First off, let me say that I recently started work at Associated Newspapers as a UX designer for MailOnline. I would like to add a couple of points for the Americans in the audience who may think that MailOnline is the digital wing of the newspaper Fry is talking about here. It isn't. While it shares a lot of the editorial, MailOnline is much broader in scope and a lot less right wing than its print namesake. It also has a separate publisher who is largely independent.
Personally - and this is NOT the view of my employer, obviously - I am rather glad that the circulation of The Daily Mail is steadily declining while that of the MailOnline is growing (and is already by most measures the largest English-language online newspaper in the world). Fry may not have much to complain about in 10 years time.
ffabian — 2013-08-10T03:41:31-04:00 — #9
The Daily Mail seems a successful newspaper. It is successful because it's read and bought by a large amount of customers/people. So it has to publish things those people want to read.
The British (and the Daily Mail) are quite fond of Nazi-Germany comparisons so:
What would the average Brit say about Germany if a newspaper in Germany would publish racist, nazi or homophobic articles ... and is successful doing so? Does it reflect on the newspaper or on the people buying the paper? Would they criticize the paper or the germans?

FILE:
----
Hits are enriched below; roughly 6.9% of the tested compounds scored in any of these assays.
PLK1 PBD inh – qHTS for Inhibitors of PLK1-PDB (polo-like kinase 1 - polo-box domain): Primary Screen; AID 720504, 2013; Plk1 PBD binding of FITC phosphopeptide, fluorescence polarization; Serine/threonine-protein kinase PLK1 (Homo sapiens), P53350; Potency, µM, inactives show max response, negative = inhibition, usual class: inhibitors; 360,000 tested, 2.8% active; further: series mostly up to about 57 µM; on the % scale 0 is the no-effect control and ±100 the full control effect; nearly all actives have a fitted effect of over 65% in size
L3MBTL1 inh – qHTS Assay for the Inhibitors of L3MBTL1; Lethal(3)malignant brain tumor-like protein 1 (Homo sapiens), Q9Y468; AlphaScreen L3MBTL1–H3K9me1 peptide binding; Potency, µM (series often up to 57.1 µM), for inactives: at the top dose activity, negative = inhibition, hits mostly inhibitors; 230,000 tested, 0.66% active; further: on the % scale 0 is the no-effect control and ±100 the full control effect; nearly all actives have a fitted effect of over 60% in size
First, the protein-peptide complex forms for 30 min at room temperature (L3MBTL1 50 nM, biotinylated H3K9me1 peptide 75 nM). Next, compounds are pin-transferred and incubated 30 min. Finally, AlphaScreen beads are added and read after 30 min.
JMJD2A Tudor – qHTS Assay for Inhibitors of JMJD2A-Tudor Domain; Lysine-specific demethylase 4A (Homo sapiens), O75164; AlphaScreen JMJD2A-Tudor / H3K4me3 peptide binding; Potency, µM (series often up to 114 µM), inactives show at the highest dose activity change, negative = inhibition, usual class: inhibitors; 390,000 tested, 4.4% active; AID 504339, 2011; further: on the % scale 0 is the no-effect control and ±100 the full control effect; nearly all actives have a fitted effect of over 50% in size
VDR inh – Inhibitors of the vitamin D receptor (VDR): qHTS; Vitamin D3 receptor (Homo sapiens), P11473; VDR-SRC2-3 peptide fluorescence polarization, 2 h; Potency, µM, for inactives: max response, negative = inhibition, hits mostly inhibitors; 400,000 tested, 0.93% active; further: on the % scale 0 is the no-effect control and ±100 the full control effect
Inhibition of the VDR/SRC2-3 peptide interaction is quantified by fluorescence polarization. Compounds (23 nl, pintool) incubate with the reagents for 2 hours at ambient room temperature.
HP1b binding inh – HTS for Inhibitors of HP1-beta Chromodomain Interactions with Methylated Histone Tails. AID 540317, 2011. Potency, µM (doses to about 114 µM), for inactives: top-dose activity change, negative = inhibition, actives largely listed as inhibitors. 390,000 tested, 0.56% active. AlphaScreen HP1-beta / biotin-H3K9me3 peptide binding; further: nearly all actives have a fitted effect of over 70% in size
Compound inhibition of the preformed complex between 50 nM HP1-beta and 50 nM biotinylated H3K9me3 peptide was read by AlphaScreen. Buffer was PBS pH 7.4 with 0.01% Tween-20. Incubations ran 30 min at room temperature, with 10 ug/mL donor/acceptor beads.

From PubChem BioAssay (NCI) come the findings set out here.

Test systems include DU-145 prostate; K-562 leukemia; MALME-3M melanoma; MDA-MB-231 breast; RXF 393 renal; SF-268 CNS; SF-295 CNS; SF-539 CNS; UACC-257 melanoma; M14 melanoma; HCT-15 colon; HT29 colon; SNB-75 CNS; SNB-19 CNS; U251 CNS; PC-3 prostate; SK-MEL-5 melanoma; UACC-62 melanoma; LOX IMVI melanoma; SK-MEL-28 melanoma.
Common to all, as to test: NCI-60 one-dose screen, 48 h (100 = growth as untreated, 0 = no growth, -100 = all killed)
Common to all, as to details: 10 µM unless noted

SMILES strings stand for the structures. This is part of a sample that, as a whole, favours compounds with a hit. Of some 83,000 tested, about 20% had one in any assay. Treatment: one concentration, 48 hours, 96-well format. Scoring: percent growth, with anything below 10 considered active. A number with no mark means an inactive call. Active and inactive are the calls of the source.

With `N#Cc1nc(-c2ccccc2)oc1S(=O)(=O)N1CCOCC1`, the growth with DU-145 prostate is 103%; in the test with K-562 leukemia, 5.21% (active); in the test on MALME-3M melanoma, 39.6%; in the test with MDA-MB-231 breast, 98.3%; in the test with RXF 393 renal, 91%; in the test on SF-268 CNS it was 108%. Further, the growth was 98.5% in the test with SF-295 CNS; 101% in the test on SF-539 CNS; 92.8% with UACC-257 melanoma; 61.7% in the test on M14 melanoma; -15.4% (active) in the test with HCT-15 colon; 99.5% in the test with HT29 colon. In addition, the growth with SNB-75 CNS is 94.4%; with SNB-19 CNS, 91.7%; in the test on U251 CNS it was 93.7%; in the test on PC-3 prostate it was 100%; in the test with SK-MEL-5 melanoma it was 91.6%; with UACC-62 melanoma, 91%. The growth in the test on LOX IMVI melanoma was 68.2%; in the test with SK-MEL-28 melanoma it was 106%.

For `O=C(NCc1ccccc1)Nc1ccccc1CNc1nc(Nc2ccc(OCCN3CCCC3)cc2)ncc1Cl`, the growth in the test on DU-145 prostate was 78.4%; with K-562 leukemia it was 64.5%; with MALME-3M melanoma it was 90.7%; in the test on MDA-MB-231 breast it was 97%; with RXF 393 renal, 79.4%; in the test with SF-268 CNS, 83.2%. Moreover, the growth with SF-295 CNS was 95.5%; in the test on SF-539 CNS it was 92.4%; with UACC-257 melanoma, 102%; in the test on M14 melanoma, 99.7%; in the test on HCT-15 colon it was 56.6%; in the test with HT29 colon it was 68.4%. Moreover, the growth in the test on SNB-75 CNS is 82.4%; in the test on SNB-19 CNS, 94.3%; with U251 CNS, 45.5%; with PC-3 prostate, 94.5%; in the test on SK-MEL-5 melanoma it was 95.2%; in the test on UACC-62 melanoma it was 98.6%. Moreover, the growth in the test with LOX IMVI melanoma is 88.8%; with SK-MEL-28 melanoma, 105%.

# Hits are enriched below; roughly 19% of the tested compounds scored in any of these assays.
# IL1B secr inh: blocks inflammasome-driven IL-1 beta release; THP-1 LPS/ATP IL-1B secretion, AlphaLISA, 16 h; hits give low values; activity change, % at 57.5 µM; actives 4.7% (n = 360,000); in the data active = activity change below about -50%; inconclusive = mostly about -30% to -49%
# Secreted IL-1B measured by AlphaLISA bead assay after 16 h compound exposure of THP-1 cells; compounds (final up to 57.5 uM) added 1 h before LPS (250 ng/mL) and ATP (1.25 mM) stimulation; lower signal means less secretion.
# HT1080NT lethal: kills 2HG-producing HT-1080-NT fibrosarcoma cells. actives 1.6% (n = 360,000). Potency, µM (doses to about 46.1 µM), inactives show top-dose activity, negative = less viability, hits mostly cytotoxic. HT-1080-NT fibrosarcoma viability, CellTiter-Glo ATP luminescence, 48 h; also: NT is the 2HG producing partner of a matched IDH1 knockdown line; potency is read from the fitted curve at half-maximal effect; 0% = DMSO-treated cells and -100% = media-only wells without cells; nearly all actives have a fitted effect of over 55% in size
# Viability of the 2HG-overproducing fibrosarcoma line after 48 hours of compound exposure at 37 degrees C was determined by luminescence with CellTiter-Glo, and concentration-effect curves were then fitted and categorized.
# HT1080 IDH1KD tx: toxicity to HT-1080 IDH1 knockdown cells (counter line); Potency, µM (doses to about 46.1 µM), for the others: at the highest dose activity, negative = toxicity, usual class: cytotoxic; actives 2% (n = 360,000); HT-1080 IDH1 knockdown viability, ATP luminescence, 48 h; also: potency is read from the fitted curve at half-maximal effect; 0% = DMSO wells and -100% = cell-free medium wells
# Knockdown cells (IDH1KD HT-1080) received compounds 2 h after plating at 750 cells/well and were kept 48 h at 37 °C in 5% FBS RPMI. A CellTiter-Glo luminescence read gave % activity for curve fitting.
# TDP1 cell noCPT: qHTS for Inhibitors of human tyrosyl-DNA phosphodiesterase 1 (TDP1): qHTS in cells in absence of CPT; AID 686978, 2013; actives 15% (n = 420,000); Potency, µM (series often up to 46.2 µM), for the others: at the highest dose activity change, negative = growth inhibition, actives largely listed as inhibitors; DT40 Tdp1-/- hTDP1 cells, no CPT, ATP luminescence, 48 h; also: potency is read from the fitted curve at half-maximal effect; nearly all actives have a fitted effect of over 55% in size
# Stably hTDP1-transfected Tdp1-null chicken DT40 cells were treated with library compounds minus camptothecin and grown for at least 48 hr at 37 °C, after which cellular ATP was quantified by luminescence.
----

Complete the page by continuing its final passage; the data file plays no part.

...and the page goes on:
vroom — 2013-08-10T03:45:37-04:00 — #10
The problem isn't truly whether MailOnline is more or less right wing than the Mail, or whether the Mail is right wing. The problems aren't about ideology, they are about accuracy, honesty, consistency and ethics - and these are arenas in which both the Mail Online and the print version regularly fail, in my experience. I hope you are right that the MailOnline is improving the Mail from within, but frankly I see precious little evidence of that.
phasmafelis — 2013-08-10T03:57:06-04:00 — #11
Is your boy there saying that accusing the other side of hating is something that only lefties do? Because that's hilarious. Have him come over here and listen to our conservatives shriek "Why do the Democrats hate America?!?" for a while.
Also, after much pondering, I can only conclude that you don't know what "hypocrisy" means, because I genuinely can't figure out where you're seeing it in there.
But in any case, I reserve the right to speak uncharitably of a rag that thinks people with dark skins or queer attractions don't deserve the same rights as good straight white people. If that makes me a "hater" and offends your delicate sensibilities, then I do apologize.*